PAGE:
"Colossal" is a Monumental Rolling New Play Premiere

Young Mike (Alex Molina) and Marcus (Anthony Goss) in Company One's  Colossal  (Photography by Lisa Voll). 

Young Mike (Alex Molina) and Marcus (Anthony Goss) in Company One's Colossal (Photography by Lisa Voll). 

The theatre scene is quickly changing.  This year, we saw the advent of New Play Exchange, a part of the National New Play Network (the “NNPN”), including the Rolling World Premiere program for new plays that are produced by at least three theatre companies within a twelve-month period.  These exciting initiatives (cloud-based script database and crowd-sourced recommendations of these plays, along with the funding of new plays and collaboration of theatre companies with emerging playwrights) bring theatre to a new apex.  We are on the verge of greatness, and few theatre companies in the Greater Boston area are embracing the wave of change like Company One (“C1”) Theatre.  In its most recent production, C1 finishes its sixteenth season by bringing aggressive physicality, heartrending emotions, and poignant new theatrical forms to the intimate Roberts Theatre at the Calderwood Pavilion at the Boston Center for the Arts.  Colossal is unlike any theatre that you’ve seen before, and the effect is the perfect mix of entertainment and education, thought and feeling collide in this impactful and exhilarating ninety-minute play that will have your heart racing and your hands clapping.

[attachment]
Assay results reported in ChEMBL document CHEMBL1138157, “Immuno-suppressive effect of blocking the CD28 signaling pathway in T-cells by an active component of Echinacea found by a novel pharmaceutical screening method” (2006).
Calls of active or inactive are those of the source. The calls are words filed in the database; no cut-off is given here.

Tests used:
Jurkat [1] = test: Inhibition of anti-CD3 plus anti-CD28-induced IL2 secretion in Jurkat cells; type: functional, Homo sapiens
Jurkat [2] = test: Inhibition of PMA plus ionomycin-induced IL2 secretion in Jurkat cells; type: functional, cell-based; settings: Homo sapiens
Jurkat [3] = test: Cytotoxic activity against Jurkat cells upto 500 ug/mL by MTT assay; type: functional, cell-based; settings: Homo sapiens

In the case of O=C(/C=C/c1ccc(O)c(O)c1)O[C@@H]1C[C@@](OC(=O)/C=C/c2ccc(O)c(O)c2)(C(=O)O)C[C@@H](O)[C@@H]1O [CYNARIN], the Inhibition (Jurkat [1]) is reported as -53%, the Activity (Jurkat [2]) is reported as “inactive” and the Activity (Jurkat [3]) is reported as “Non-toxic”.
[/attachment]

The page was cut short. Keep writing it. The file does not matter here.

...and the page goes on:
Colossal begins before you enter the theatre.  As you find your seat, you watch the ensemble of rugged football players participate in their daily warm-ups.  They pass the ball with ease, they run mini-plays, and they stretch for the big game, namely, the play’s four quarters.  The play is a countdown on the clock.  With four quarters of roughly fifteen minutes each, plus an exciting and unexpected half-time show, Colossal runs down the field at a steady pace.  Sip on a cool beverage and watch the men break into a sweat before the big game starts.

Young Mike (Alex Molina) and the Ensemble of Company One's  Colossal  (Photography by Lisa Voll). 

Young Mike (Alex Molina) and the Ensemble of Company One's Colossal (Photography by Lisa Voll). 

Playwright Andrew Hinderaker’s play is as much about what defines masculinity as breaking down the idolatry of physical strength and pursuit of one’s dreams in America.  Marlon Shepard plays Mike, a former football player who had a terrible mistake and accident on the field and who is now confined to a wheelchair, and he must watch, rewind, and fast-forward through his past, while trying to deal with his present and future condition.  The protagonist’s use of narrative, a brooding and emotionally raw form of storytelling, is blissfully unreliable until the final quarter.  He is matched with his younger, more athletic and physically fit self, played by Alex Molina as Young Mike, who both antagonizes and inspires Shepard’s Mike.  The two actors play well off each other, creating a natural balance of jealousy, shame, ridicule, affection, and hope.  Some audience members have complained to me about the portrayal of a younger, “whiter” version of Mike being openly aggressive to a paraplegic, dark-skinned present version of Mike, and, moreover, some of the same audience members being confused about the dual identity of the two characters because of these stark differences in casting.  My advice: Look at the program before the show, and get over it.  Shepard and Molina move like one in a dance together for most of the show; their collaboration to create more holistic view of Mike develops the play into a richer, more vibrant mode of storytelling.